The figure of the child is at the heart of the majority of debates about media effects. To some extent, this may be inevitable. Since ancient times, the idea of childhood has been invested with far-reaching hopes and anxieties about the future; and, as a highly visible manifestation of modern technology and modern culture, the same is true of the electronic media. The combination of the two is therefore bound to invoke profound concerns about the continuity of the social order and of fundamental human values. It is only natural that we should care about what our children will become.
What remains striking here, however, is that this combination is so often perceived in such negative terms. Children are seen here, not as confident adventurers in an age of new challenges and possibilities, but as passive victims of media manipulation; and the media not as potential agents of enlightenment or of democratic citizenship, but as causes of moral degradation and social decline. Children, it would seem, are unable to help themselves; and it is our responsibility as adults to prevent them from gaining access to that which would harm and corrupt them.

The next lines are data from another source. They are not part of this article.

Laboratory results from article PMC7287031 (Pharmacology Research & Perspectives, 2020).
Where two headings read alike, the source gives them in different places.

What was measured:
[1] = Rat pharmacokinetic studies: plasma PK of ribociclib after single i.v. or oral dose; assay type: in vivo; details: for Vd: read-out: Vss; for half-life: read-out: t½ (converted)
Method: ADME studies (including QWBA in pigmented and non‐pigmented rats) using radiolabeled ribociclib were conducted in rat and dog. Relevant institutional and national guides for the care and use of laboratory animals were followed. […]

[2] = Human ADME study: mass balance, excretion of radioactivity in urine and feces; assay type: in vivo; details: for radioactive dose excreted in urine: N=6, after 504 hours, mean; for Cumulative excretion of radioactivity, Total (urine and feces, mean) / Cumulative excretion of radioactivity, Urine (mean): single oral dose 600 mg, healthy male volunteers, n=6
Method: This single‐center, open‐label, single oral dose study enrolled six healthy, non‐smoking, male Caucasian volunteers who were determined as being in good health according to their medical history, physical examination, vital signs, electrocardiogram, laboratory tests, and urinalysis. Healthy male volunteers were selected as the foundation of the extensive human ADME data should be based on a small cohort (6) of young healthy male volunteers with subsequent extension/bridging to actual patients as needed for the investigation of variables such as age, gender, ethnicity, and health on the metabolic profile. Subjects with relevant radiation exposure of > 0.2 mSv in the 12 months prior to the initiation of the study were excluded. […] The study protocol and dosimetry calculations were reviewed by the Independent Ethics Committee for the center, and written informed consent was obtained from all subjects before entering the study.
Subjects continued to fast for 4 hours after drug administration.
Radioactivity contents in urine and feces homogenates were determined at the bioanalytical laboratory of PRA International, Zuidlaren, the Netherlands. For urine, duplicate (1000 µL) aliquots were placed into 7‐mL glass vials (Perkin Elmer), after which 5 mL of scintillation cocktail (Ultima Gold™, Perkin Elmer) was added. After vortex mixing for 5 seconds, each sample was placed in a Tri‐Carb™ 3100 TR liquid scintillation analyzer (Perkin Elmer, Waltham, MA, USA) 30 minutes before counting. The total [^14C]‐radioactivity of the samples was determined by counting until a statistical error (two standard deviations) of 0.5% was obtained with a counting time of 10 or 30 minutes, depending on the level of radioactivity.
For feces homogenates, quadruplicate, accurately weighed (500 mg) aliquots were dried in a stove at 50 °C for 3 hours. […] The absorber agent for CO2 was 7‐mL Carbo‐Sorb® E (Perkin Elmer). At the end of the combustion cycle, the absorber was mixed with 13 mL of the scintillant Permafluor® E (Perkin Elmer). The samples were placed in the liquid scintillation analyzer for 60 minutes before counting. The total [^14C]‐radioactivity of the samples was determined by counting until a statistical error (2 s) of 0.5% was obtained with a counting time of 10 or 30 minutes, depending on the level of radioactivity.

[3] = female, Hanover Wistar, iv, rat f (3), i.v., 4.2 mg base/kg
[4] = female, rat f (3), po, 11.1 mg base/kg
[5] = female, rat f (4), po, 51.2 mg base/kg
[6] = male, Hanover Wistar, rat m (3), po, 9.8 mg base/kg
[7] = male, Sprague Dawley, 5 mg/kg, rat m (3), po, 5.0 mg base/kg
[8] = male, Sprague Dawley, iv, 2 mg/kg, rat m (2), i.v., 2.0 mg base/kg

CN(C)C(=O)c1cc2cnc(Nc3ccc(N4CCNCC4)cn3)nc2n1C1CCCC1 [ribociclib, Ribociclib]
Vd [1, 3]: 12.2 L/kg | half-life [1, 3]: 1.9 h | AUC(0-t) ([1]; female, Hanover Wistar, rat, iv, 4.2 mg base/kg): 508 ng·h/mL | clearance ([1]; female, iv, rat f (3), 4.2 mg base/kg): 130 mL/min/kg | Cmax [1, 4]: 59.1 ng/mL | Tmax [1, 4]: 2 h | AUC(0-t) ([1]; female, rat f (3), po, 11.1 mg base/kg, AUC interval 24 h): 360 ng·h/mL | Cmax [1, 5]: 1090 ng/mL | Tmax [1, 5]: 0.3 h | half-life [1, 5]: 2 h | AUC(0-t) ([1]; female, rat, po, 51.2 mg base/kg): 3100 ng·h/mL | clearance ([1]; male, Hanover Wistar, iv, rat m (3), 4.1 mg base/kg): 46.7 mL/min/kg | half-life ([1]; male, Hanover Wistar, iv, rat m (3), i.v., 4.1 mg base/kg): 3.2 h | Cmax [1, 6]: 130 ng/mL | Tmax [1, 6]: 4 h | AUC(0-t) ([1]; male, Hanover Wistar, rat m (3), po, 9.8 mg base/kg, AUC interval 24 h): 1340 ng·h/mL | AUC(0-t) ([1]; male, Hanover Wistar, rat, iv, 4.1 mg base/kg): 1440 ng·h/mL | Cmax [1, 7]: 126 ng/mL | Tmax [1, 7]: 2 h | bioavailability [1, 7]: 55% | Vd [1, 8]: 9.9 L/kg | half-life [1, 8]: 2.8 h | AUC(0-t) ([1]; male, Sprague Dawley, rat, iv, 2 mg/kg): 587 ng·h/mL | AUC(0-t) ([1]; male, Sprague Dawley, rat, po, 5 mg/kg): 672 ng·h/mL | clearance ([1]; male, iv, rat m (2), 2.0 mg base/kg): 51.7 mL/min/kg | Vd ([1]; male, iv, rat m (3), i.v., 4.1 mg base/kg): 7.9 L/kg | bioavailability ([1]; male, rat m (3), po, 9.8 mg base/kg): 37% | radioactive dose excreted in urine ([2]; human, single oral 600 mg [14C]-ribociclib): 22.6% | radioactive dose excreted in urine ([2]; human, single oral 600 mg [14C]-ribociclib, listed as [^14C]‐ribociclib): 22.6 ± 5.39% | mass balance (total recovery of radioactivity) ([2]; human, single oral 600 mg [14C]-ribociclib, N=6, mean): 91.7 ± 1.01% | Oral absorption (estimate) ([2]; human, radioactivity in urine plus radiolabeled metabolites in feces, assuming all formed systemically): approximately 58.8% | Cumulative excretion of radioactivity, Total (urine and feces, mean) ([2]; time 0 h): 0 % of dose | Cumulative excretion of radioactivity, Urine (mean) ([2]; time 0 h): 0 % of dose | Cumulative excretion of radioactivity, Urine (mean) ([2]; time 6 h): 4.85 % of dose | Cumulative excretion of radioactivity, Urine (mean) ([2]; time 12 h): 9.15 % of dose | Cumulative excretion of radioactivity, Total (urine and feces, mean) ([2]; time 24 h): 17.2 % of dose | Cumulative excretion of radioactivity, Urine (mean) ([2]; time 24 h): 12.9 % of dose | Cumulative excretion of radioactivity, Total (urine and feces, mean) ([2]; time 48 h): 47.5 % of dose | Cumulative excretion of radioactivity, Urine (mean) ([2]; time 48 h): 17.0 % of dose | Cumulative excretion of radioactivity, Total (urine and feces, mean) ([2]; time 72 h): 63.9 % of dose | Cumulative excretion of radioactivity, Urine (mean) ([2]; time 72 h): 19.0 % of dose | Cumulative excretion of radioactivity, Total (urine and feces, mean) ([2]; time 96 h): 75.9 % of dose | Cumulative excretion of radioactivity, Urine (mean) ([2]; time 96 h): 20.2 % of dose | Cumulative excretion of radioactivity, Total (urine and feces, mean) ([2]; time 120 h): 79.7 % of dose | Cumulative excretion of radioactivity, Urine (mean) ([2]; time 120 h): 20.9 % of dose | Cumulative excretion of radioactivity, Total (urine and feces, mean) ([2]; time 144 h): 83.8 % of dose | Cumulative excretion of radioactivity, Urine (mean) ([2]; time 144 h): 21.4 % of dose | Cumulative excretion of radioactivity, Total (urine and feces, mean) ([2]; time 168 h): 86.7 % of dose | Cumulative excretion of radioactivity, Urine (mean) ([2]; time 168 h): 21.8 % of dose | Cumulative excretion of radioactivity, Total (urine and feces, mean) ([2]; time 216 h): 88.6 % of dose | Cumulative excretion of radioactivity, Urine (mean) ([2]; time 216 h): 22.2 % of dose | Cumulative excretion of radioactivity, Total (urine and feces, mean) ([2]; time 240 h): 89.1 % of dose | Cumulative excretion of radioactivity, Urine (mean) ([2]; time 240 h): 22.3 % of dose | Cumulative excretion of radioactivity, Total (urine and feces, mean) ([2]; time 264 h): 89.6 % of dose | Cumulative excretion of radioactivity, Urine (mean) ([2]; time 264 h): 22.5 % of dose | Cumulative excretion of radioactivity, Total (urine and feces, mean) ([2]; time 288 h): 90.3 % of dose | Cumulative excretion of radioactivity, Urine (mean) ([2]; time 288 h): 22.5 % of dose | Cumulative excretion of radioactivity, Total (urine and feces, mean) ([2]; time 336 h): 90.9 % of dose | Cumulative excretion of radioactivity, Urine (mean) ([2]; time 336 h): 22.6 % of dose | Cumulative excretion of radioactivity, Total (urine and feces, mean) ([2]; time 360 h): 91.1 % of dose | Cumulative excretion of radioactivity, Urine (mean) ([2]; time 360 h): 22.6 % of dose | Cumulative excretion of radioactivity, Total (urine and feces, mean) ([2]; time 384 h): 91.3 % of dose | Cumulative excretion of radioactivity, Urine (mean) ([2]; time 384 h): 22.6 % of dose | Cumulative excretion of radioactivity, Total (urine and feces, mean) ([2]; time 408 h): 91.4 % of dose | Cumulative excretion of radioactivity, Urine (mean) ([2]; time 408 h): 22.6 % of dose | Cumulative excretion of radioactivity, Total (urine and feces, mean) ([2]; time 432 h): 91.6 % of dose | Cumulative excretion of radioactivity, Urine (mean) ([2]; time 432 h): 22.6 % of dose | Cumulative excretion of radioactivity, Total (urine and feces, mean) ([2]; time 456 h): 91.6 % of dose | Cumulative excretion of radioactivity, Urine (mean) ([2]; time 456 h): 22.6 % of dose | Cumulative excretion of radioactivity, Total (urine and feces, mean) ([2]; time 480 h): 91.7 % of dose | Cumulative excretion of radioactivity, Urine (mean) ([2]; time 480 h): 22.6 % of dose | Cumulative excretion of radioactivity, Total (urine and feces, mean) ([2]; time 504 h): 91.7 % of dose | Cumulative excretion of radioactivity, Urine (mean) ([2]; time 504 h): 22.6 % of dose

Among the enormous range of material which the media make available to children, it is the category of 'violence' which has, of course, remained the obsessive focus of adult concern. Media violence is seen, not only to encourage children to commit acts of violence, but as itself a form of violence against children, committed by adults whose only motivation is that of financial greed. In Elizabeth Newson's terms, media violence represents a form of electronic 'child abuse', which we must have the courage to regulate and resist. 1